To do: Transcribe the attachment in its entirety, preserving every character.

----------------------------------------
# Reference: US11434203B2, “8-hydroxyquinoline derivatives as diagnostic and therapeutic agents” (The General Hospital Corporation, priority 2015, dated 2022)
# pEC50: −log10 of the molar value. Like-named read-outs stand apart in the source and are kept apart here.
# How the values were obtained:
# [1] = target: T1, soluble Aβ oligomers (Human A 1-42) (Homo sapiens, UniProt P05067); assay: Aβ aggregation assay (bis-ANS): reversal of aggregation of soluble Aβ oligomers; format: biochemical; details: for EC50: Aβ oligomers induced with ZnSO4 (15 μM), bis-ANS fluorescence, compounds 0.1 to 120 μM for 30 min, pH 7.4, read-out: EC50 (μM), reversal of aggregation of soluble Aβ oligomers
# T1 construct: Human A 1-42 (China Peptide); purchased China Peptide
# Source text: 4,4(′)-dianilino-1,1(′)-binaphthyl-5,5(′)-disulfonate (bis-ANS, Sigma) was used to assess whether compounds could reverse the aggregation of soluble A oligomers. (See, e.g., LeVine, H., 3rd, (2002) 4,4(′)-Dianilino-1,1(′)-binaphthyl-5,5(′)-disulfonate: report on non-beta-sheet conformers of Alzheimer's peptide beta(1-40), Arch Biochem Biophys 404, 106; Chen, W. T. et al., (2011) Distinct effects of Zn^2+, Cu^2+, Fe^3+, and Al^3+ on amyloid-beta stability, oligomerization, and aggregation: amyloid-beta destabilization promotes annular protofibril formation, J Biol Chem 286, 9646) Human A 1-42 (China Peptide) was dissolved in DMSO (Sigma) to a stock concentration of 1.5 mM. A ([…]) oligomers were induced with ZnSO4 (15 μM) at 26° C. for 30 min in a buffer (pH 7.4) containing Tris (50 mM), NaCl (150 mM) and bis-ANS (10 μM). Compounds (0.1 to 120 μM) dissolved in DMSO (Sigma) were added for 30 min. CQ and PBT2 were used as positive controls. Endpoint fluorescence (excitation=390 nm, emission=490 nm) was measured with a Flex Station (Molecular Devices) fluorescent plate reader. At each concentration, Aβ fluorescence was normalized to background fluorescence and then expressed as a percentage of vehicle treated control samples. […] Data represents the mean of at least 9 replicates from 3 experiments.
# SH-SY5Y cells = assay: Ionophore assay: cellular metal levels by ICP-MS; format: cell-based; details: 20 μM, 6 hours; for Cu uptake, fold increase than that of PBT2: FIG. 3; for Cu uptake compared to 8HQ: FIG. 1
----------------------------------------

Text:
# Reference: US11434203B2, “8-hydroxyquinoline derivatives as diagnostic and therapeutic agents” (The General Hospital Corporation, priority 2015, dated 2022)
# pEC50: −log10 of the molar value. Like-named read-outs stand apart in the source and are kept apart here.
# How the values were obtained:
# [1] = target: T1, soluble Aβ oligomers (Human A 1-42) (Homo sapiens, UniProt P05067); assay: Aβ aggregation assay (bis-ANS): reversal of aggregation of soluble Aβ oligomers; format: biochemical; details: for EC50: Aβ oligomers induced with ZnSO4 (15 μM), bis-ANS fluorescence, compounds 0.1 to 120 μM for 30 min, pH 7.4, read-out: EC50 (μM), reversal of aggregation of soluble Aβ oligomers
# T1 construct: Human A 1-42 (China Peptide); purchased China Peptide
# Source text: 4,4(′)-dianilino-1,1(′)-binaphthyl-5,5(′)-disulfonate (bis-ANS, Sigma) was used to assess whether compounds could reverse the aggregation of soluble A oligomers. (See, e.g., LeVine, H., 3rd, (2002) 4,4(′)-Dianilino-1,1(′)-binaphthyl-5,5(′)-disulfonate: report on non-beta-sheet conformers of Alzheimer's peptide beta(1-40), Arch Biochem Biophys 404, 106; Chen, W. T. et al., (2011) Distinct effects of Zn^2+, Cu^2+, Fe^3+, and Al^3+ on amyloid-beta stability, oligomerization, and aggregation: amyloid-beta destabilization promotes annular protofibril formation, J Biol Chem 286, 9646) Human A 1-42 (China Peptide) was dissolved in DMSO (Sigma) to a stock concentration of 1.5 mM. A ([…]) oligomers were induced with ZnSO4 (15 μM) at 26° C. for 30 min in a buffer (pH 7.4) containing Tris (50 mM), NaCl (150 mM) and bis-ANS (10 μM). Compounds (0.1 to 120 μM) dissolved in DMSO (Sigma) were added for 30 min. CQ and PBT2 were used as positive controls. Endpoint fluorescence (excitation=390 nm, emission=490 nm) was measured with a Flex Station (Molecular Devices) fluorescent plate reader. At each concentration, Aβ fluorescence was normalized to background fluorescence and then expressed as a percentage of vehicle treated control samples. […] Data represents the mean of at least 9 replicates from 3 experiments.
# SH-SY5Y cells = assay: Ionophore assay: cellular metal levels by ICP-MS; format: cell-based; details: 20 μM, 6 hours; for Cu uptake, fold increase than that of PBT2: FIG. 3; for Cu uptake compared to 8HQ: FIG. 1